PMQs Verdict: Miliband slams “political football” into Cameron’s net


Today’s PMQs was overshadowed by the news just before the session of the shocking attack on the offices of Parisian magazine Charlie Hebdo. Journalists and politicians alike somberly approached the chamber as news filtered through of the barbaric attack on the French satirical outlet. Cameron and Miliband rightly used their opening statements to speak out on the attack, condemning it strongly and unreservedly.

But once that was dispensed with, the election campaign – which has roared back into life in recent days – was back in earnest. It was always going to be. The focus in recent days on the NHS had brought renewed focus to an issue that Labour has made a cornerstone of its election campaign. And today’s headlines – near universally awful for the Tories – were too great an open goal for Miliband to avoid. Cameron accused Miliband during the session of using the problems in the healths service as a “political football”. That’s the kind of phrase you only hear from those who are losing an argument, and sure enough, Miliband rattled that football into the Prime Minister’s net over and over again.

Miliband PMQs

From the outset – and for the first time in a while – the Labour benches were far more vocal and demonstrative than the Tory side of the house. Cameron’s long, ponderous answers – riddled with statistics but without anything approaching an answer to Miliband’s questions – were jeered by Labour members, whilst their Tory counterparts (usually so noisy in the chamber) were relatively quiet. Still the PM wriggled and jiggled and huffed and puffed in an effort to break free from Labour’s A&E attacks, but Labour MPs (unusually disciplined and largely focussed on a single topic – the NHS) found ever more ways to reign down health-based anger from on high. Jamie Reed took the tone down a notch and caught the PM with a particularly pointed attack and Lisa Nandy followed soon after with heartfelt praise for nurses (the sting in the tail? Only 4% of nurses think Cameron is doing a good job).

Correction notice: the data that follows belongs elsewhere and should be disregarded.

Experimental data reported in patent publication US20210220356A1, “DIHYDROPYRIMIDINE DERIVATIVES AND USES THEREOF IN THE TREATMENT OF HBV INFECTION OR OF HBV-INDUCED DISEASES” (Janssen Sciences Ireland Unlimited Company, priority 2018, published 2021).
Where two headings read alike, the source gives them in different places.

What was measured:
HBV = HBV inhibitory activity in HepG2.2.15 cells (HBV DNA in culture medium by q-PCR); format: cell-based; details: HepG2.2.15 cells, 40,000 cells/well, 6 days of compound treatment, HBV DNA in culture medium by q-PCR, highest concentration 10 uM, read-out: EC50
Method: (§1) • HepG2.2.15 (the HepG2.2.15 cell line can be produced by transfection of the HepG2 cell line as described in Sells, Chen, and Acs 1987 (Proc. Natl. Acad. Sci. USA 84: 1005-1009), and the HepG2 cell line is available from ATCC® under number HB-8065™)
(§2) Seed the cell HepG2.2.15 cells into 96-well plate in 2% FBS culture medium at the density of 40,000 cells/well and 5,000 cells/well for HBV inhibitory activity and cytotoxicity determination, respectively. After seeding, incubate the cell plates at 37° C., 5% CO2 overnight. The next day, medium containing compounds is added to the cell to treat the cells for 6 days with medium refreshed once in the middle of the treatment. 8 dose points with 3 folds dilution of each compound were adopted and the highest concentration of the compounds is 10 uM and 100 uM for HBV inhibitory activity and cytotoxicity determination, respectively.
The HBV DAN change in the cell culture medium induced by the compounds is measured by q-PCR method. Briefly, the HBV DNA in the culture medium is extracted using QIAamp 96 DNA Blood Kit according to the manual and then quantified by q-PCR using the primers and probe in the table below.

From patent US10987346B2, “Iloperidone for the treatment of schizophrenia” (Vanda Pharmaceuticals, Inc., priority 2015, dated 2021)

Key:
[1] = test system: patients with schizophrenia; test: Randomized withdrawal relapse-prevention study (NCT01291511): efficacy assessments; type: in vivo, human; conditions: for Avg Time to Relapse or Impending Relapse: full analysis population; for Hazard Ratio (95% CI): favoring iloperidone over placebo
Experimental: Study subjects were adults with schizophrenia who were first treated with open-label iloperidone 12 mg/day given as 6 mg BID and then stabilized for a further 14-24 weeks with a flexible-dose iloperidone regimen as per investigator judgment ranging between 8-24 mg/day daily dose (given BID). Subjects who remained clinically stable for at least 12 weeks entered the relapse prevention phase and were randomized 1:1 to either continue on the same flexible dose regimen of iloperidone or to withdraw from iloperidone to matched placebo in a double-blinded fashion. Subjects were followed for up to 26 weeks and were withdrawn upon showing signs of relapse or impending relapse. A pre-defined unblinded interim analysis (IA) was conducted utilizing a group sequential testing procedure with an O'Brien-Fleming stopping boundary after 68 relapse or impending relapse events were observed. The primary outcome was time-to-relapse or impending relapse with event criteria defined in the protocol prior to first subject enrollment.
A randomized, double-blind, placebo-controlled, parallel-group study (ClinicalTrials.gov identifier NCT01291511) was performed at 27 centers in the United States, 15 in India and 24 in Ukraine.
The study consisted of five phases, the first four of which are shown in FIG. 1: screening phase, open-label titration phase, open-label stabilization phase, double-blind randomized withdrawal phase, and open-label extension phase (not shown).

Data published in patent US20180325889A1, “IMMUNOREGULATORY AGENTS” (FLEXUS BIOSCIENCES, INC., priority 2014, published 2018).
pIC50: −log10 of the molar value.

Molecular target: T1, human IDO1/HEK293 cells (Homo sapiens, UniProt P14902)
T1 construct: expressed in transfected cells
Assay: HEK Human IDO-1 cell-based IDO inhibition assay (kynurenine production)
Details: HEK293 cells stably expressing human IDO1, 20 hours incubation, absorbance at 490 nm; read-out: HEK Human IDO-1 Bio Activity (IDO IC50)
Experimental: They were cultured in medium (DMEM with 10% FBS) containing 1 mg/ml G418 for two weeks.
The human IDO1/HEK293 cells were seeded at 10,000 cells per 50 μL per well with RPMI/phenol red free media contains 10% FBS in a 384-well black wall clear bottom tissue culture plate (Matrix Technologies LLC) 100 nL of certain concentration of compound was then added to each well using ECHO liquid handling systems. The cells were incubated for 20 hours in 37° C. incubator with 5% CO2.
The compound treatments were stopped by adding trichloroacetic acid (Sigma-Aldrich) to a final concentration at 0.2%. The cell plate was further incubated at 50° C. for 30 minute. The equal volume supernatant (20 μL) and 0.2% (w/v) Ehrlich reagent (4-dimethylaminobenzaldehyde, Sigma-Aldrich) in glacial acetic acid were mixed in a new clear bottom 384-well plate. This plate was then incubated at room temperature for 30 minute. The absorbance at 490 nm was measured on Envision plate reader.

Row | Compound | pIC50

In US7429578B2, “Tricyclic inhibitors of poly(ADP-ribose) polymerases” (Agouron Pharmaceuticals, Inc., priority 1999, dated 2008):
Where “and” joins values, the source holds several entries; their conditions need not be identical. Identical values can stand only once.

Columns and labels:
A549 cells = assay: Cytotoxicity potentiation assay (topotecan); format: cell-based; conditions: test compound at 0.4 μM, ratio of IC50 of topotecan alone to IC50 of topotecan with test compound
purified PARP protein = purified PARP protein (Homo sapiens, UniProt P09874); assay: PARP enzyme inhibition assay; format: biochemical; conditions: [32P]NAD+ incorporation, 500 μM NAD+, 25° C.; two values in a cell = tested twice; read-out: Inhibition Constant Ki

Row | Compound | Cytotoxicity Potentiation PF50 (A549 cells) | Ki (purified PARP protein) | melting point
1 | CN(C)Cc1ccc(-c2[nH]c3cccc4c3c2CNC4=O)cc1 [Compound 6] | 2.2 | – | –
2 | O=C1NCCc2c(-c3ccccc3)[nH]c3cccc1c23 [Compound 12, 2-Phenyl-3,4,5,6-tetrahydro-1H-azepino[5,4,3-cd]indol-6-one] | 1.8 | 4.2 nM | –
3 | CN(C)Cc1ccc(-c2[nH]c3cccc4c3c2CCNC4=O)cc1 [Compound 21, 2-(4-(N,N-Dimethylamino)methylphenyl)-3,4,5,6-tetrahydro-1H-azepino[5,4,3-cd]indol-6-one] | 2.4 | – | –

Cameron’s response shifted over the course of the session though. At first it was all statistics, as if – when there are tents outside hospitals to treat patients as if they were on a battlefield – numbers would soothe the nation’s understandable concerns. Once Tories mocked Gordon Brown for reeling off “tractor stats” in the chamber to deflect from bad news, but now Cameron is a proponent of this tactic, as he attempts to bore the chamber into submission. Alas, he doesn’t have the temperament for it. He looses his temper. He struts and rages and peacocks his way through these sessions eventually, no matter how measured he may begun.

So as well as the “political football” line (weak stuff Prime Minister), he accused Ed Miliband of saying that he would “weaponise” the NHS (incidentally, I can’t find a direct quote of Miliband saying that). Of course the NHS is a weapon – for tackling illness, suffering and disease. It’s a weapon that the Conservative Party have mishandled disastrously. And noting that Labour can or might use the NHS to beat the Tories over the head with seems a foolish strategy indeed.

But that wasn’t all from Cameron. As the session came to a close he fired off not a misdirection or a partial truth but an absolute, direct and total lie. He claimed that Labour would be taking money from London only to pay for nurses in Scotland. That’s a lie. The Mansion Tax – as I explained yesterday – will pay for doctors and nurses in London, Scotland, Wigan, Welwyn, Sunderland and anywhere else in the UK you might name. But on the end of a session that ended as a bit of a rout, the PM had to pick up whatever weapon he could find to repel attacks.

Shamefully, that weapon was a lie.

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